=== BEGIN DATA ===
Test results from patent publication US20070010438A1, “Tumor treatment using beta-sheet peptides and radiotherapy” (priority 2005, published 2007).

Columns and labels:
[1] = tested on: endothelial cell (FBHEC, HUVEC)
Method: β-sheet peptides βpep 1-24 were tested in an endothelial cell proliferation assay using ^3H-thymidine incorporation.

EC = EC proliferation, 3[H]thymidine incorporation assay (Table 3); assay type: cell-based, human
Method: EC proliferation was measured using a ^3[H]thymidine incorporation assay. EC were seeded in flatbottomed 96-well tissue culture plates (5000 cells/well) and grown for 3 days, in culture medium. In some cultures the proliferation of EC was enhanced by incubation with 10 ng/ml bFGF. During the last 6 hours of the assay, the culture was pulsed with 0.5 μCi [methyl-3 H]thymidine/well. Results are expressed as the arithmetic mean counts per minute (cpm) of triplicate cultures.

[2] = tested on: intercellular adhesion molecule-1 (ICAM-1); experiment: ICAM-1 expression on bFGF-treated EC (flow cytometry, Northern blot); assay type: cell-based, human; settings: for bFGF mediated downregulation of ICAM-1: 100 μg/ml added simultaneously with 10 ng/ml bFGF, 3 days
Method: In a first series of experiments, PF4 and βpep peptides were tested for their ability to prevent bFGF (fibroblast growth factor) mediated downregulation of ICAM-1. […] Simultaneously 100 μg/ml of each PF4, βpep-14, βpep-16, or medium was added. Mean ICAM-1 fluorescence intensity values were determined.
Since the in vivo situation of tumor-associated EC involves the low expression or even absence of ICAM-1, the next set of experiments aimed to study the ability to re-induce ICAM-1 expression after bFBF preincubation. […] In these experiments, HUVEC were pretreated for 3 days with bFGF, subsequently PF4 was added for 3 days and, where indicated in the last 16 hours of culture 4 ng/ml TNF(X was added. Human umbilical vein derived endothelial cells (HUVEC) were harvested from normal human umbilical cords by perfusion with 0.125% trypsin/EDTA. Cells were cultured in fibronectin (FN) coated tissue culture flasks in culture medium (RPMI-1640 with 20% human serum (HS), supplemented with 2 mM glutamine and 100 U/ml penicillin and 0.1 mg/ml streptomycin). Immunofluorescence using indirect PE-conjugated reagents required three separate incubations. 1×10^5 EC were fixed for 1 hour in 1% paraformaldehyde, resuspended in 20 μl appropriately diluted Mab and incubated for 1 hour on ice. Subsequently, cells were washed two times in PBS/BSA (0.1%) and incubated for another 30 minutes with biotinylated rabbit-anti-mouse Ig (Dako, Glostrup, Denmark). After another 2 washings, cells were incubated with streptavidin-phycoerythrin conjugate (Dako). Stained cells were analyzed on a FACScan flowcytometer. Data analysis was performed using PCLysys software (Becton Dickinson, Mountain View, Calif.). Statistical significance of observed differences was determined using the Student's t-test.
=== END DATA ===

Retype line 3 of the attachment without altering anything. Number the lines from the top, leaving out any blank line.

[1] = tested on: endothelial cell (FBHEC, HUVEC)